Print Edition - 2019-03-17 | News
Kathmandu Valley’s overhead bridges in dire need of repair
- Urban planners say dilapidated structures pose a serious threat to pedestrians
Mar 17, 2019-
Over half a dozen overhead bridges in the Capital are in a dilapidated condition, owing to a lack of effective maintenance from Kathmandu Metropolitan City.The Kathmandu Metropolitan City had handed over 12 overhead bridges to Innovative Concept Nepal in 2000.
As per the contract, the private company, owned by Manoj Kumar Bhetwal, could lease shops built under the bridges and was supposed to maintain the structures, but the company has hardly done any substantial work except carry out minor repairs a year ago—that too after media reports were published about the dilapidated condition of the overhead bridges.
The Post too, in October 2017, had carried a story on the sorry state of the overhead bridges. After the Post’s report, Innovative Concept Nepal had taken the lead to maintain the bridges—and shops that run in and around it—but concrete changes have hardly been made.
“The company only plastered the steps of the bridges, but didn’t do anything to the pillars,” said a man who runs a shop in one of overhead bridges in Ratnapark. He refused to give his name.“I don’t think it’s safe to run a shop here. But I have no other option, as this spot helps me get a regular earning,” he added.
A majority of the city’s overhead bridges are in the Ratnapark area. Six of these bridges between Sahidgate and Jamal were built by the Kathmandu Metropolitan City in the late 1990s and remaining others were constructed under public-private partnership. These bridges, however, have now developed cracks. Iron rods that support these structures are also now rusted.
Ram Thapa, a senior engineer at the metropolis, says that the lifespan of an overhead bridge is not more than 20 years. And experts such as Thapa warn that these bridges are a serious risk to pedestrians.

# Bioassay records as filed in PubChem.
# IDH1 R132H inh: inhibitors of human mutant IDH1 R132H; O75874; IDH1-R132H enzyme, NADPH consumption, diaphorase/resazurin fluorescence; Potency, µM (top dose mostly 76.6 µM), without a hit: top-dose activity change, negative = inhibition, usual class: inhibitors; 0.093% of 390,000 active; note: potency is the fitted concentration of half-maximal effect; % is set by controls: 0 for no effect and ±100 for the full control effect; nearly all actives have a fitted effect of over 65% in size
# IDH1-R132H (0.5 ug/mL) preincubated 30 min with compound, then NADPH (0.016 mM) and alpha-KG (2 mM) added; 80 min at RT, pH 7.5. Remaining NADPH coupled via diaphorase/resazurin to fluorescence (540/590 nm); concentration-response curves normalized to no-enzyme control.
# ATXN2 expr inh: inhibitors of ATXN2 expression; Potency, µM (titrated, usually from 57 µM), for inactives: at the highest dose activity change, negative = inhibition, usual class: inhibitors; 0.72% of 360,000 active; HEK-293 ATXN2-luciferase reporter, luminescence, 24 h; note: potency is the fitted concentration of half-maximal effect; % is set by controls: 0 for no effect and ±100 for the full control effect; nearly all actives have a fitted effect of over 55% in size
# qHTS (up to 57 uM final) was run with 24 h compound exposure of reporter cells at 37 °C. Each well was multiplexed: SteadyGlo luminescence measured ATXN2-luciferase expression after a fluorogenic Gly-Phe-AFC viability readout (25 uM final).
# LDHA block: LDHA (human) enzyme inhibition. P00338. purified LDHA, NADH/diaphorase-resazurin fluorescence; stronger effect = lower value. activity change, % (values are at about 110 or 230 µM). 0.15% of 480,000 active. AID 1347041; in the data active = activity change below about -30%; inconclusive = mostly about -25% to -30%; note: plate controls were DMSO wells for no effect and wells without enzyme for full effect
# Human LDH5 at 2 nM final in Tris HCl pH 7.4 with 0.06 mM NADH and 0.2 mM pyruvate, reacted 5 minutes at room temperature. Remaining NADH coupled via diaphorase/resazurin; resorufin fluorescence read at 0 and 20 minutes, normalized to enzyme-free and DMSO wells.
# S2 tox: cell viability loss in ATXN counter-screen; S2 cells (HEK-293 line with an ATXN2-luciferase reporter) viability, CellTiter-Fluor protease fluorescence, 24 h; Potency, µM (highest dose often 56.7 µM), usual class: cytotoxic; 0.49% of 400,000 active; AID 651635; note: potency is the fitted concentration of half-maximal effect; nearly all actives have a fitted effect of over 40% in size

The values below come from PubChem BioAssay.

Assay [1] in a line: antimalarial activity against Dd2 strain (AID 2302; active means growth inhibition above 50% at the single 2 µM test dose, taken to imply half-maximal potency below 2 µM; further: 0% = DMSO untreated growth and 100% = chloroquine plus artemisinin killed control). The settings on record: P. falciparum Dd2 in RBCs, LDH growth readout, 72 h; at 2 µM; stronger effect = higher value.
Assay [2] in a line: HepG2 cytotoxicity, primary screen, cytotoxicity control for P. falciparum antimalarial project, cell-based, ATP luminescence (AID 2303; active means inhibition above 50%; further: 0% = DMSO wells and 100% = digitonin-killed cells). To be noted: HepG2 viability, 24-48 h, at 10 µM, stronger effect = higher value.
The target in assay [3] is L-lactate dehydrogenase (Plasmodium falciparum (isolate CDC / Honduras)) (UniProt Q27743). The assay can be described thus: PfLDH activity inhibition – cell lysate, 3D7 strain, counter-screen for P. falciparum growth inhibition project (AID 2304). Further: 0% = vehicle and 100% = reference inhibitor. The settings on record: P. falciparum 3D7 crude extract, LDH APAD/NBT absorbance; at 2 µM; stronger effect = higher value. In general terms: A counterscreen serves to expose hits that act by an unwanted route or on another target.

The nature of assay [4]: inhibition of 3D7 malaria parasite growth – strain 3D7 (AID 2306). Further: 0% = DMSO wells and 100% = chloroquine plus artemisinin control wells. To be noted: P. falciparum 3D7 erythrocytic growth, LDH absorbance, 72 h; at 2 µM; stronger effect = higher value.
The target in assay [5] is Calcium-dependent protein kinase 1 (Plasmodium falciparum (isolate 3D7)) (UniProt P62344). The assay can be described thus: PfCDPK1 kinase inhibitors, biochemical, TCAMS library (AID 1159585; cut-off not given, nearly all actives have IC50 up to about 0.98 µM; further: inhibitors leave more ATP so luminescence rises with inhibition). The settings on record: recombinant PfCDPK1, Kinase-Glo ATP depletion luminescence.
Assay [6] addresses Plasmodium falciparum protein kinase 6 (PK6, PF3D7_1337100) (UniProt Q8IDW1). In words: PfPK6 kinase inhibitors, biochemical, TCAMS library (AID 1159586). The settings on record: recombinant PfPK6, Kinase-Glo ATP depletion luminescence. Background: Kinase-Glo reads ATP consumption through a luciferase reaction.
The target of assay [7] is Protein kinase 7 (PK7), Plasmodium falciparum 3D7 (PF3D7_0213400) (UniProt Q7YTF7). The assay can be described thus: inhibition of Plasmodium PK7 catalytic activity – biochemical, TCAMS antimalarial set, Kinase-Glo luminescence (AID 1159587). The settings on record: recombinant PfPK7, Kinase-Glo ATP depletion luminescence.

“These bridges can’t hold over 100 people at the same time. They need to be repaired as soon as possible,” said Suman Meher Shrestha, a senior urban planner at the Town Development Fund.
“If these bridges are not repaired with technical audit, they could collapse and it could be fatal,” said Shrestha. He have the example of a recent bridge collapse in India, where six people were killed and more than 30 people were injured in Mumbai when a pedestrian bridge connecting a train station with a road collapsed.
“These bridges are already over two decades old and they may collapse any day. We need to learn from Thursday’s Mumbai accident and the metropolis should take immediate action,” said Shrestha.
Deputy Mayor Hari Prabha Khadgi, who leads a five-member team to inspect the infrastructure in the metropolis, said her team will soon monitor the bridges and take the initiatives to repair them as per the need.
Khadgi also said that CCTV cameras and lights will be installed to ensure that unlawful activities are not carried out on the bridges.
“There has been talk about repairing the overhead bridges, even Mayor Bidya Sundar Shakya has instructed
to repair all these bridges, for which the metropolis has allocated Rs 1.5 million to Rs 2 million,” said Ishwor Man Dangol, spokesperson for the metropolis.
Published: 17-03-2019 10:22